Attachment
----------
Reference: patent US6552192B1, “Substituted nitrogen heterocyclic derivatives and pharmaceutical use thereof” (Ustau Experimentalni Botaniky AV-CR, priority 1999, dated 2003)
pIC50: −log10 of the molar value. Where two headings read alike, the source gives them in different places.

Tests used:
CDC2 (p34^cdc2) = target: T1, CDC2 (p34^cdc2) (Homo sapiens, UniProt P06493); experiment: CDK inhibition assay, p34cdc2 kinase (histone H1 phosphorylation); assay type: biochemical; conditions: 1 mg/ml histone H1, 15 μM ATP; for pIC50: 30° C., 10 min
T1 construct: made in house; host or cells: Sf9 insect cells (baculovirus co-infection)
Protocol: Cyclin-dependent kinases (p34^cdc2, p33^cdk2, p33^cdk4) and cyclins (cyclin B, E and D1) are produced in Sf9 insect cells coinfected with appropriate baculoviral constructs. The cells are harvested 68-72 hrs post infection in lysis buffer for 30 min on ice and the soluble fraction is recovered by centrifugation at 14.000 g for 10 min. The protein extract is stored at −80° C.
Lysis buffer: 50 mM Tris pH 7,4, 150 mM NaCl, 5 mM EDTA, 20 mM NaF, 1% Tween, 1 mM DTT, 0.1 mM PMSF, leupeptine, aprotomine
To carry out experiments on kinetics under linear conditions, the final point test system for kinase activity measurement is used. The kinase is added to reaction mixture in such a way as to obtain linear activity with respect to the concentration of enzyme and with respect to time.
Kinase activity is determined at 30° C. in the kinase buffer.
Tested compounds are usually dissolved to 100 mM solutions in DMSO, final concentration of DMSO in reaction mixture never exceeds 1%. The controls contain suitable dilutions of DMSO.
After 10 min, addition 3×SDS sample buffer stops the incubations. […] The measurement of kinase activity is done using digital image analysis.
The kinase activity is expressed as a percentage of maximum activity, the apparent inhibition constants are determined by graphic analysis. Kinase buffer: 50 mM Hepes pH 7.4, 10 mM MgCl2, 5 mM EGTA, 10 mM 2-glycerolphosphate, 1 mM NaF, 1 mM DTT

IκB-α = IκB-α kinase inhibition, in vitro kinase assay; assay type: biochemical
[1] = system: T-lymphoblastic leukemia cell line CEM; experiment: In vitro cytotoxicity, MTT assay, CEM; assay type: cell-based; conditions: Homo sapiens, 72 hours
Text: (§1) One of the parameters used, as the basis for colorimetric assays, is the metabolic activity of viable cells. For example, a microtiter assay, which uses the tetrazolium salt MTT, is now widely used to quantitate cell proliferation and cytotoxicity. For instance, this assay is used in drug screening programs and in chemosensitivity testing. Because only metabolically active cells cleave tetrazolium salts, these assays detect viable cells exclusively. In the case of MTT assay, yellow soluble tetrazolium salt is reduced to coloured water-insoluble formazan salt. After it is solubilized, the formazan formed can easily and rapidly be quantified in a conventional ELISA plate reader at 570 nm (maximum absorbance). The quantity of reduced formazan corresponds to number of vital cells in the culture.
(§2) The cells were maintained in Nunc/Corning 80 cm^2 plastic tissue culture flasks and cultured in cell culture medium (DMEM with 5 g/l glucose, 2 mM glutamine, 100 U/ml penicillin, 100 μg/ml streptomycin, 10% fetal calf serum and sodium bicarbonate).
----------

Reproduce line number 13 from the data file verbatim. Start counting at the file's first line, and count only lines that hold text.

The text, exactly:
IκB-α = IκB-α kinase inhibition, in vitro kinase assay; assay type: biochemical